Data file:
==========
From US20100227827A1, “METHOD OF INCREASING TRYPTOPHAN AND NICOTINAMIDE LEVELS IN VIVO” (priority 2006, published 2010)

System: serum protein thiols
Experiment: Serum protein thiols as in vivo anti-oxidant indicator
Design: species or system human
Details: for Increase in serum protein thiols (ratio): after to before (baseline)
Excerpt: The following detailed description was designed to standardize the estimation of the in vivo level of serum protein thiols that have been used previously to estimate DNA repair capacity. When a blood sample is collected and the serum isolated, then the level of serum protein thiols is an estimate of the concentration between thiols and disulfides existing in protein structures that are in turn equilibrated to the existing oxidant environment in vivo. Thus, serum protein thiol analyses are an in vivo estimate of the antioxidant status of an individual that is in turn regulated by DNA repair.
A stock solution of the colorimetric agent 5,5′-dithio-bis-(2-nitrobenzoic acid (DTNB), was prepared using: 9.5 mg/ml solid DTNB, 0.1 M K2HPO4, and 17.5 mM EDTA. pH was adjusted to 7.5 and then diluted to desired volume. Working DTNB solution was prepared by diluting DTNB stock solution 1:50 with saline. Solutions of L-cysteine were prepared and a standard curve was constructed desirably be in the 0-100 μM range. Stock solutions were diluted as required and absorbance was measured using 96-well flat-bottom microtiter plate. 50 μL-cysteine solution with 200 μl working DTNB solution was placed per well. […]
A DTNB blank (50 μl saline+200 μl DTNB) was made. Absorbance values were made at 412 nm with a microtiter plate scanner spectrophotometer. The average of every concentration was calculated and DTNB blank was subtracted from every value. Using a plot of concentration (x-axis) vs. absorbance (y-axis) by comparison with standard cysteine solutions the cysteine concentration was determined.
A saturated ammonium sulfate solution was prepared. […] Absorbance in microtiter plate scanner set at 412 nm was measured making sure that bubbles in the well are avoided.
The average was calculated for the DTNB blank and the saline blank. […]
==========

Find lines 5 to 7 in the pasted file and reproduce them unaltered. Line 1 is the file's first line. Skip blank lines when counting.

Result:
Details: for Increase in serum protein thiols (ratio): after to before (baseline)
Excerpt: The following detailed description was designed to standardize the estimation of the in vivo level of serum protein thiols that have been used previously to estimate DNA repair capacity. When a blood sample is collected and the serum isolated, then the level of serum protein thiols is an estimate of the concentration between thiols and disulfides existing in protein structures that are in turn equilibrated to the existing oxidant environment in vivo. Thus, serum protein thiol analyses are an in vivo estimate of the antioxidant status of an individual that is in turn regulated by DNA repair.
A stock solution of the colorimetric agent 5,5′-dithio-bis-(2-nitrobenzoic acid (DTNB), was prepared using: 9.5 mg/ml solid DTNB, 0.1 M K2HPO4, and 17.5 mM EDTA. pH was adjusted to 7.5 and then diluted to desired volume. Working DTNB solution was prepared by diluting DTNB stock solution 1:50 with saline. Solutions of L-cysteine were prepared and a standard curve was constructed desirably be in the 0-100 μM range. Stock solutions were diluted as required and absorbance was measured using 96-well flat-bottom microtiter plate. 50 μL-cysteine solution with 200 μl working DTNB solution was placed per well. […]